• Agility, speed and strength;
  • Individual skill repetition (blocking, throwing, catching);
  • Limited scenario reenactment (throw-catch, dribble-pass, etc.), and
  • Mock plays and reaction to unusual situations.

His insights into how to approach this challenge includethe following insights:

  • Intense preparation is essential;
  • Creativity drives solutions;
  • Everyone needs an honest coach (mentor) who will provide a different perspective;
  • Be determined to keep raising the bar; and
  • Instill trust in others to bring out the best.

Application to Neurosurgery and Beyond

How might a musician/composer and a quarterback/leader impact neurosurgery in the realm of The Science of Practice? Clearly their successful approaches should make those of us that train the next generation of physicians take pause and think critically about how we grow the skills of these individuals. We have moved well beyond the model of mere apprenticeship and are learning rapidly about how to provide cogent and useful feedback to a resident after observation of their work. But still, our efforts are primarily directed at providing the opportunity for repetition of the “full deal”-the equivalent of a performance of a musical piece or of a game day dress rehearsal. Are there other things we should be considering? Would there be any value in developing programs that:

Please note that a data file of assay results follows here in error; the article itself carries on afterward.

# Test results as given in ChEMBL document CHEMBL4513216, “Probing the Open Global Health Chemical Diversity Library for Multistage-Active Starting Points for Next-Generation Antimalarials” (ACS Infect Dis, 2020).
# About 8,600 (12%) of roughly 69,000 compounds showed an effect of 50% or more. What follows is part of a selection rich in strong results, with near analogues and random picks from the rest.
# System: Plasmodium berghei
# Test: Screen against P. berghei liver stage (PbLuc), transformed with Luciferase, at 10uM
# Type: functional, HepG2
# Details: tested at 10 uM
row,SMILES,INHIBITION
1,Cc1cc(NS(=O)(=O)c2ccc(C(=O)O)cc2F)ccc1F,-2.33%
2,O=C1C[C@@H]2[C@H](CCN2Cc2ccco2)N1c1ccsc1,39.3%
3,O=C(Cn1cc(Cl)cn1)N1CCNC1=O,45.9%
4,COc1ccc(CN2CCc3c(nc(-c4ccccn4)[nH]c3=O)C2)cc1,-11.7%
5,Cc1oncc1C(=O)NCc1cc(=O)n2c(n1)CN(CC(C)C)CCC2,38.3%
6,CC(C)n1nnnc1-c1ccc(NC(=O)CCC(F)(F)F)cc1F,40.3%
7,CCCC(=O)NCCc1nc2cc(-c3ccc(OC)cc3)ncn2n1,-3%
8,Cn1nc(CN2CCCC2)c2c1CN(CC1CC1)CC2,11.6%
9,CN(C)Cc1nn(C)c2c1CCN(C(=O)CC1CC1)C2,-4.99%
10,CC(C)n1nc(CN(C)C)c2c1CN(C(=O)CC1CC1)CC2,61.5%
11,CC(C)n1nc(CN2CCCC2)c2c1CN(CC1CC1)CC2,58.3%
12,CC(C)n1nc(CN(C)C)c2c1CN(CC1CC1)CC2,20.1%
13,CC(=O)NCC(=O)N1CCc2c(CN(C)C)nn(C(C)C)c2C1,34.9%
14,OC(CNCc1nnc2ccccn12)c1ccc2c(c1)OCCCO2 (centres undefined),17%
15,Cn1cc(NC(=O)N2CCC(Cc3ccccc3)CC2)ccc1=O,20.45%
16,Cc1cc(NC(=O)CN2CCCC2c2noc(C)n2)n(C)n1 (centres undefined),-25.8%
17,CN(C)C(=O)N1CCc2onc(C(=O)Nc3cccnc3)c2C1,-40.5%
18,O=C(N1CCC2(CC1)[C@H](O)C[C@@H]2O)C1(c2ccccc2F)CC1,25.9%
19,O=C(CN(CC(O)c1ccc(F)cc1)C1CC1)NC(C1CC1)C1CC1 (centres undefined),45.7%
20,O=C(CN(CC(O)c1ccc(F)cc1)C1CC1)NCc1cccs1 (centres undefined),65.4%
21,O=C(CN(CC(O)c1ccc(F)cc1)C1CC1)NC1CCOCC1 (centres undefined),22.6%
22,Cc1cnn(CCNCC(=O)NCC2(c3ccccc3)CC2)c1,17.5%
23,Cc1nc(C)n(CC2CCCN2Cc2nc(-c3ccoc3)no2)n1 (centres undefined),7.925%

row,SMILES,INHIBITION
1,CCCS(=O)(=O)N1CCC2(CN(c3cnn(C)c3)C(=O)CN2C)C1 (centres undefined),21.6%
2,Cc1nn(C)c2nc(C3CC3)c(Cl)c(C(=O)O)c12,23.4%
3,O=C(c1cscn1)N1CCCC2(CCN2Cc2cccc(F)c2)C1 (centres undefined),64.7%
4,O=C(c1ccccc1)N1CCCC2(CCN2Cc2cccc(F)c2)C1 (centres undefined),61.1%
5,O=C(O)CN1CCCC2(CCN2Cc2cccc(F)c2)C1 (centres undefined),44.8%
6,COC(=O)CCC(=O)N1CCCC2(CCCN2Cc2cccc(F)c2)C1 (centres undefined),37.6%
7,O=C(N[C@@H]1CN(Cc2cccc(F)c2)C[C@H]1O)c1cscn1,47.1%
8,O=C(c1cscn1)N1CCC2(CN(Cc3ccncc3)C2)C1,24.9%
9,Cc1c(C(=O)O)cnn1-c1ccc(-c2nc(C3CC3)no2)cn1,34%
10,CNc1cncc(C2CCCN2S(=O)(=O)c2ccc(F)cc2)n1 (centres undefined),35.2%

• Honed three-dimensional perception,
  • Increased finger/hand strength and dexterity,
  • Forced greater ambidextrous balance, and
  • Taught individual skills that were most difficult to perform?

On a limited basis, studies have clearly demonstrated that there is benefit to such approaches. For example, surgical simulation can bend the learning curve considerably, limiting the most dangerous portion of the ramp up to competence. Microsurgical labs greatly enhance the speed and dexterity of performing those highly specialized skills. No doubt, there is more that could and should be done. As scientists we owe it to ourselves, our residents and the patients who trust in the care within a training environment to create the safest setting possible. Even beyond the training period, many such exercises would likely prove beneficial, especially when introducing new techniques or in adjusting to the impact of age.

Call to Action

Neurosurgeons should lead the way in a better understanding of all components of The Science of Practice. This includes all the areas of current focus as well as the need to better understand how to best train the next generations to perform complex technical skills to optimize patient quality and outcomes. If we turn our creativity and expertise to this, I have no doubt that true progress will be realized.

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Benjamin Gelber | April 29, 2019 at 6:45 pm

As an amateur musician, and an old neurosurgeon , it is obvious to me that understanding followed by repetition increases skill. What key is the piece in, what is the best fingering, and how to work out the difficult portions measure by measure; for operative cases, what is the clinical picture, what does the imaging show, how does it relate to the surgical anatomy, and how do you get there surgically safely and efficiently? After working on a piece for several weeks, or after doing several similar operative cases, it all comes together